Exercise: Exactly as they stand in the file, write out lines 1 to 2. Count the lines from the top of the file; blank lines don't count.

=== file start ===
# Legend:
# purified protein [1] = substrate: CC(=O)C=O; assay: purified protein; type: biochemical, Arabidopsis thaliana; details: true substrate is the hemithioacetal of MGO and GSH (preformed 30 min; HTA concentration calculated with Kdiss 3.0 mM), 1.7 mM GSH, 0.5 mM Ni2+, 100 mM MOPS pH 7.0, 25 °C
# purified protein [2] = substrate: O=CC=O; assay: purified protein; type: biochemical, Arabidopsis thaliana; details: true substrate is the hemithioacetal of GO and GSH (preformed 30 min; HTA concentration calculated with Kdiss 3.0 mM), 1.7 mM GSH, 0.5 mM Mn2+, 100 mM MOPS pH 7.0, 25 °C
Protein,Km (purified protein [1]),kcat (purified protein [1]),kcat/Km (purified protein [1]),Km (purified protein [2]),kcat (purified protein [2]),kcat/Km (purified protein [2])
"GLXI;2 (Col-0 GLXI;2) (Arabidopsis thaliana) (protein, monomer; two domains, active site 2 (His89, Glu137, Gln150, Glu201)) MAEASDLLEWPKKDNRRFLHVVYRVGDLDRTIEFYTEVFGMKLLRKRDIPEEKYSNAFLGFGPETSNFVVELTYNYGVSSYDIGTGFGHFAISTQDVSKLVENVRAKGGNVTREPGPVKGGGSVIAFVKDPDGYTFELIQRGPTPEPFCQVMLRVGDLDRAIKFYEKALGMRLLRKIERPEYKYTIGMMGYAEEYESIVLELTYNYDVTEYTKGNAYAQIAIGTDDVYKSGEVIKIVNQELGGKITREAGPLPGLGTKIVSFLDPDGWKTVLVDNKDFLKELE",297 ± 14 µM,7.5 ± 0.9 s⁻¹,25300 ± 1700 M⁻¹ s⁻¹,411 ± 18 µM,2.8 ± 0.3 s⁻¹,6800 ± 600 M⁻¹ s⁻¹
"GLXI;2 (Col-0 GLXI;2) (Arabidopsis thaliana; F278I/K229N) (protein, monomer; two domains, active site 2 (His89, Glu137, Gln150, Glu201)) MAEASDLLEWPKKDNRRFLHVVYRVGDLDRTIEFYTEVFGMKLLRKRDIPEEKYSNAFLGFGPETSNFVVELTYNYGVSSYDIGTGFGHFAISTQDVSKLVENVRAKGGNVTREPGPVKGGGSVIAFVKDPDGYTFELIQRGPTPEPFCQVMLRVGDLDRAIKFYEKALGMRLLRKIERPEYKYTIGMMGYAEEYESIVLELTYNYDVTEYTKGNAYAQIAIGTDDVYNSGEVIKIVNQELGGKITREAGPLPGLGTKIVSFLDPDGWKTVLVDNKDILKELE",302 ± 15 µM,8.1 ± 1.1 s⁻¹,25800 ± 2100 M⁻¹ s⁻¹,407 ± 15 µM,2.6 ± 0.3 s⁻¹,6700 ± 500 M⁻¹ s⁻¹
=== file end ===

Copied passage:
# Legend:
# purified protein [1] = substrate: CC(=O)C=O; assay: purified protein; type: biochemical, Arabidopsis thaliana; details: true substrate is the hemithioacetal of MGO and GSH (preformed 30 min; HTA concentration calculated with Kdiss 3.0 mM), 1.7 mM GSH, 0.5 mM Ni2+, 100 mM MOPS pH 7.0, 25 °C